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Pasty Is Tasty

Experienced producer (outside of entertainment industry) looking for feedback on portfolio/resume

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I've been employed in the Serious Games industry for 6 years and I've been looking to move over to my life's passion, games for entertainment. That does come with a bit of a criteria that I need to have some admiration for the product being made before I apply to a studio. I expect to be taking both a cut in pay and an increase in hours from my current job, so the trade-off in my mind is that I'll be making something more interesting than what I currently make. To that end, I've been applying to jobs here and there for two years with little success, getting only a handful of interviews and no offers. I'm usually applying to mid-level producer roles. I'm searching everywhere in the US, with some willingness to go abroad.

My Portfolio and Resume are here. My cover letters are often custom but tend to stress variety of experience, collaborative mindset, and cultural fit (when known). I hope you guys can help point out some deficits or red flags I may have. My personal best guess at how to improve is that I simply need to be applying to more jobs (or looking longer) than I currently am. Networking would be number two, but I'm struggling as to how best to go about that when I'm not looking for an entry-level role and I'm on the east coast. Previous efforts have not felt productive, with meet-ups generally resulting in juniors hitting me up for work rather than the other way around.

I'm very grateful to anyone who can provide some useful info for me.

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looks fine over all, 

the only thing that jumps out at me is there are no months for your dates,, just years. 

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I dislike the "skills" section in resumes because they are completely out of context. List the keywords in actual projects instead.  For example, the skill "Proven coordinator. Agile and Waterfall management experience." by itself it is meaningless. Was that three months with a team of two people, or four years over a group of fifty?  You list "Art" as a skill, along with Blender, Photoshop, Illustrator, and Flash, but nothing else on the page says you actually used them, apart from the words "freelance artist" for four years which overlapped two real jobs as programmer, which has a lot of negative implications for me.

Reading it over, I can't see you're applying for or the direction you want your career to follow.  Producer, I assume? Say so, right at the top, that you're looking for a work as a producer, or designer, or technical director, or whatever. As it is, I see several years of work experience as a programmer, claimed non-work experience as an artist, an animator, a designer, a tester, and a general consultant, with a degree in civil engineering, combined implying you may not have any strong skills.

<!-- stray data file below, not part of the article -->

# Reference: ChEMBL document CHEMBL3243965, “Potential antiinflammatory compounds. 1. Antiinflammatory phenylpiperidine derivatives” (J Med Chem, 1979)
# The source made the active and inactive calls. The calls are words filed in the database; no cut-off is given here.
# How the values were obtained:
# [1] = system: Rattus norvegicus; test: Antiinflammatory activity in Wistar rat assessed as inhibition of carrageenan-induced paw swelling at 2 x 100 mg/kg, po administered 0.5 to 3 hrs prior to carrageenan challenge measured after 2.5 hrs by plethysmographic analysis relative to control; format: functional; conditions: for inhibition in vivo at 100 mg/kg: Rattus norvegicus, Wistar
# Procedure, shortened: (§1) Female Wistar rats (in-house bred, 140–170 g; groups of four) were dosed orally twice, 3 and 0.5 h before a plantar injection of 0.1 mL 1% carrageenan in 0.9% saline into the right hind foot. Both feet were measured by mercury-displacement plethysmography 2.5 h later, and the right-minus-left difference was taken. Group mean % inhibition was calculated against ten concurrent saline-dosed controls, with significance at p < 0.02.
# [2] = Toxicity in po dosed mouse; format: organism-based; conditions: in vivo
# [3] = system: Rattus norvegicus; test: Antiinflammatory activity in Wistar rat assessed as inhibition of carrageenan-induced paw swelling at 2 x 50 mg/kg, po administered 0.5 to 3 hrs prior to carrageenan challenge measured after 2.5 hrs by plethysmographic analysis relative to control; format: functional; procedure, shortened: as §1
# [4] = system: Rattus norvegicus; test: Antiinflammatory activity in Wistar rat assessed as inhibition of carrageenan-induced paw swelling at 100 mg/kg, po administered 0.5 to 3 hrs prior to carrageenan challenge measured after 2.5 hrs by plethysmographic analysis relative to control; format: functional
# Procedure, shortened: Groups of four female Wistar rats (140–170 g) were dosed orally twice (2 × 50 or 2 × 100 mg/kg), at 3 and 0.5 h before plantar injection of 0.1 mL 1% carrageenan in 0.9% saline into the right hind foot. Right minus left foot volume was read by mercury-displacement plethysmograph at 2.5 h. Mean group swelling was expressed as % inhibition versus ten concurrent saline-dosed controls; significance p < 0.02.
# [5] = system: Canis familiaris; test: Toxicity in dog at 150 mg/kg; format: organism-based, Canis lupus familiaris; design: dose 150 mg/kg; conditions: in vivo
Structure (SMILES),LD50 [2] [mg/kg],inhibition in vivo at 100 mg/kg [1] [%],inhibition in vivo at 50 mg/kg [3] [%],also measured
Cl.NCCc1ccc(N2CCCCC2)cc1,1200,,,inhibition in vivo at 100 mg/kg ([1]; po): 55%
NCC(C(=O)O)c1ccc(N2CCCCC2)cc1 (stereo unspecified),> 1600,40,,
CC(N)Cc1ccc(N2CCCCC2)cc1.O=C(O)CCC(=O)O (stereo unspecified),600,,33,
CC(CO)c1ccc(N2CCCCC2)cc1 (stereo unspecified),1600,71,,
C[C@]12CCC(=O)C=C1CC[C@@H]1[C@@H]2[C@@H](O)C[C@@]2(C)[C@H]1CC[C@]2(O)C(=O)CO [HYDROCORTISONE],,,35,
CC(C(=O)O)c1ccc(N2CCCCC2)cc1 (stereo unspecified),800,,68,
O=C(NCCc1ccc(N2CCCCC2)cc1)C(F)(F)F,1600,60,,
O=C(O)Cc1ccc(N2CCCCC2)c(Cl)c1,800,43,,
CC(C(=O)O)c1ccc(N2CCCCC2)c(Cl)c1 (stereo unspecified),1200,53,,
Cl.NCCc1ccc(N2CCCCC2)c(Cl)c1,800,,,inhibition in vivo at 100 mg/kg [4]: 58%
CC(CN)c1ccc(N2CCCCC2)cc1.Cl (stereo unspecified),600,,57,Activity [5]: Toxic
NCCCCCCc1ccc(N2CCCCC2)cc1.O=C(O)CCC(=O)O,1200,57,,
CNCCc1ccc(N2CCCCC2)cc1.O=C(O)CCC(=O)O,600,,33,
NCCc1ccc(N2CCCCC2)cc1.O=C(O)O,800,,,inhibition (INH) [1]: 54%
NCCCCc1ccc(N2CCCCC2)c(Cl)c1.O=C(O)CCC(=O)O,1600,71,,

Finally, "Organized company Smash Bros. league" generally isn't a notable achievement for a resume.

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I appreciate the frank feedback, @frob. Can you elaborate on the negative implications of the freelance art listing? Everything in that section was work I did on top of a full time job, which I had hoped was clear.

As a general update, I have been getting more responses lately. It could be that the industry is a more in need of producers right now than during my previous attempts.

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In many job applications I've seen, "freelance" is used as a cover for "some buddies and I did a hobby project". Because you only have the name of a company with no details to what you actually did, a quick review won't see it.

The document can overcome that the same way as the general skills section: include details of what you actually did.  Instead of just "Company - Animator, year", or "Company - Game design consultant, year", list what you actually did.  "Company, game, job title, year.  Created animations for 47 creature types with a variety of walking, running, attacking, defending, dying, and similar animations, using Maya and in-house tools."   With that someone considering you for a job doesn't need to look up the company, or guess at how big or small your role was, nor do they need to guess your skill level at using the tools.

 

The job application and the resume are often compared to dating and flirting: you want to show off enough to get attention, but leave enough hidden that they want to know more. 

What you reveal should generally be explicit, with names and numbers. Give them enough that they say "Wow, we have to hire this person, look at what they did!"  Few employers will bother to follow your hyperlinks nor look up your projects, so you've got to tell them directly.

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